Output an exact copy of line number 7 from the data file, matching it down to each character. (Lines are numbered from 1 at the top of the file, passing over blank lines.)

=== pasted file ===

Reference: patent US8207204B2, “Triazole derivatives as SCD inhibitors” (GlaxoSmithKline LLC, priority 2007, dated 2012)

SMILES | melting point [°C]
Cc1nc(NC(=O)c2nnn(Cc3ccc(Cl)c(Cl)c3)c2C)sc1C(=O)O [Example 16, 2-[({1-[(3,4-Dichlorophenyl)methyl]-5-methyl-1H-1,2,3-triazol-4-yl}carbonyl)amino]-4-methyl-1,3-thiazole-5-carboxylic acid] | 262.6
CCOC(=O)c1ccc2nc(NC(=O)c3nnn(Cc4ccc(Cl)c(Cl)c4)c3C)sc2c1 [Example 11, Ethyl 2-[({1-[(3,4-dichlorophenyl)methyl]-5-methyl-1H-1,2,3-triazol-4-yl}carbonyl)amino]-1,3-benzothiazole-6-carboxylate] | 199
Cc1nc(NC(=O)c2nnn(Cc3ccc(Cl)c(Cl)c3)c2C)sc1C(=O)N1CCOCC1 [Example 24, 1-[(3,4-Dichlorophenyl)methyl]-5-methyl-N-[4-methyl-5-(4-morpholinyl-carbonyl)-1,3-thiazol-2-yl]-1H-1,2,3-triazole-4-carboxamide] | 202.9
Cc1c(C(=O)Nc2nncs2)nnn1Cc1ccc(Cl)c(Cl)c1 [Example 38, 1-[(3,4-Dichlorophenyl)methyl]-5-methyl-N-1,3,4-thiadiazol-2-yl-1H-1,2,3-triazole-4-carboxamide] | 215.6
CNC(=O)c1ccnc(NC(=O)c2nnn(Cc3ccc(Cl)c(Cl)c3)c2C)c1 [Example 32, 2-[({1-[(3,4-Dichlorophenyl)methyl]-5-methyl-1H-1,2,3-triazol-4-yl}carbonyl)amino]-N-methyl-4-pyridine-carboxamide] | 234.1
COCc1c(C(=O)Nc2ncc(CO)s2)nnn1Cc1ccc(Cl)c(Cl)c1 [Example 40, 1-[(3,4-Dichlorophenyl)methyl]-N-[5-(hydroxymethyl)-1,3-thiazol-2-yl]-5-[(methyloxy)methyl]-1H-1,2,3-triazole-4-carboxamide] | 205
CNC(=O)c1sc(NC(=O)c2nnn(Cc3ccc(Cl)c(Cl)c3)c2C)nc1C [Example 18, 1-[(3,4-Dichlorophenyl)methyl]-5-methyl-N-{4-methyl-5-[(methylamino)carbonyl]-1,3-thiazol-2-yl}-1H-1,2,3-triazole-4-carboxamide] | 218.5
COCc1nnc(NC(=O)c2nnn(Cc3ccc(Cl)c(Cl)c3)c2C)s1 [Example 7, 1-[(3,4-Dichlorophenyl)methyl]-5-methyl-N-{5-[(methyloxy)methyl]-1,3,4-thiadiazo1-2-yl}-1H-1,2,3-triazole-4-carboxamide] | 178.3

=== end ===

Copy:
CNC(=O)c1ccnc(NC(=O)c2nnn(Cc3ccc(Cl)c(Cl)c3)c2C)c1 [Example 32, 2-[({1-[(3,4-Dichlorophenyl)methyl]-5-methyl-1H-1,2,3-triazol-4-yl}carbonyl)amino]-N-methyl-4-pyridine-carboxamide] | 234.1